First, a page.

On January 22nd, our Land Conservation Manager, Hannah Walchak, made an unsettling discovery during a regular site visit on one of our north county reserves. An illegal trail had been created through over a mile of essential wildlife habitat. This reserve is home to a diverse group of plant communities including, oak woodlands, southern mixed chaparral, and coastal sage scrub. Many different species of wildlife thrive in this protected area, one of which is the federally threatened, California Gnatcatcher. New housing and city developments have already paved over much of their preferred coastal sage scrub habitat which is why the Conservancy works so diligently to protect open spaces.
When trails are constructed or improved on our properties they are planned to have the least environmental impact and that impact is mitigated to minimize the impacts to wildlife. In this case, no such planning occurred and the slope of the trail was such that it would have become an ongoing source of erosion and disturbance to critically important wildlife. Shovels, picks, and clippers were found on site as were multiple bicycle tracks. While this trail could have been built in a week, the damage caused by this trail can take decades to recover. We will pursue those who vandalize or otherwise misuse our lands to the fullest extent of the law. Restoration efforts have already begun but it will require multiple days and volunteers to help mitigate the damages.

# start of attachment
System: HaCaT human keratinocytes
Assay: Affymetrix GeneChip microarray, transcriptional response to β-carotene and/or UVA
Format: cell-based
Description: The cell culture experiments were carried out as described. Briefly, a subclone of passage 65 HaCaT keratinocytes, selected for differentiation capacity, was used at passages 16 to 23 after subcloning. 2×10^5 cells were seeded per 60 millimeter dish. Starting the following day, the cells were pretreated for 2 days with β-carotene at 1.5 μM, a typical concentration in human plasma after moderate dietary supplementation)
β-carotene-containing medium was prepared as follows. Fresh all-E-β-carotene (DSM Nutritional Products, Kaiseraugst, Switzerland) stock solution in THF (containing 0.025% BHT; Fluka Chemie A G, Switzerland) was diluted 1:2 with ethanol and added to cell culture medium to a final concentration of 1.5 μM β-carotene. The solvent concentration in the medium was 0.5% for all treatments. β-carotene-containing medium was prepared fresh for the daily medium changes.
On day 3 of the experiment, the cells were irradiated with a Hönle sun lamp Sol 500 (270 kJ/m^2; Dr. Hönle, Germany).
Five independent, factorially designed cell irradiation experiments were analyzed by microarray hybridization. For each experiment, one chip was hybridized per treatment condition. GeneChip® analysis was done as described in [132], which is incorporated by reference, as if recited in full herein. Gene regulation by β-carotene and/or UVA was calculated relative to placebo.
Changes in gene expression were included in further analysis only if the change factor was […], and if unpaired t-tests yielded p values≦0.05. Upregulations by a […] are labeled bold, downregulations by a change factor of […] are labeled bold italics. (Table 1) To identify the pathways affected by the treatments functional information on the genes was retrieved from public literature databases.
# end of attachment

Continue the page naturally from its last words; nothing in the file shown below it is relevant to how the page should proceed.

We are thankful for The San Diego Mountain Biking Association‘s cooperation in educating their members on the consequences of unauthorized trail building and in helping recruit restoration volunteers.
While events like this can often times erode the relationship between trail-users and trail-managers, we are confident that our partnership with SDMBA is strong enough to find solutions that help wildlife conservation and address the challenges faced by trail users. Click Here to learn more about the restoration efforts.